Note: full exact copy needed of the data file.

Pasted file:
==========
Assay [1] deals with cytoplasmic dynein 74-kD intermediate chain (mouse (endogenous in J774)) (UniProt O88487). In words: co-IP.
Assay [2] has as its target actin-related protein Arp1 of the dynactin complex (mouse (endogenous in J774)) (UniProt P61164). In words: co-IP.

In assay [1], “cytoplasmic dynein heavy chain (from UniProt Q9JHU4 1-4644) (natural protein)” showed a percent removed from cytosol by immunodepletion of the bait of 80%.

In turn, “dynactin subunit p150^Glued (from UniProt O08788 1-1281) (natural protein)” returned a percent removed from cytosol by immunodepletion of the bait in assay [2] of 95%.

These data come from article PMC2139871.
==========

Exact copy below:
Assay [1] deals with cytoplasmic dynein 74-kD intermediate chain (mouse (endogenous in J774)) (UniProt O88487). In words: co-IP.
Assay [2] has as its target actin-related protein Arp1 of the dynactin complex (mouse (endogenous in J774)) (UniProt P61164). In words: co-IP.

In assay [1], “cytoplasmic dynein heavy chain (from UniProt Q9JHU4 1-4644) (natural protein)” showed a percent removed from cytosol by immunodepletion of the bait of 80%.

In turn, “dynactin subunit p150^Glued (from UniProt O08788 1-1281) (natural protein)” returned a percent removed from cytosol by immunodepletion of the bait in assay [2] of 95%.

These data come from article PMC2139871.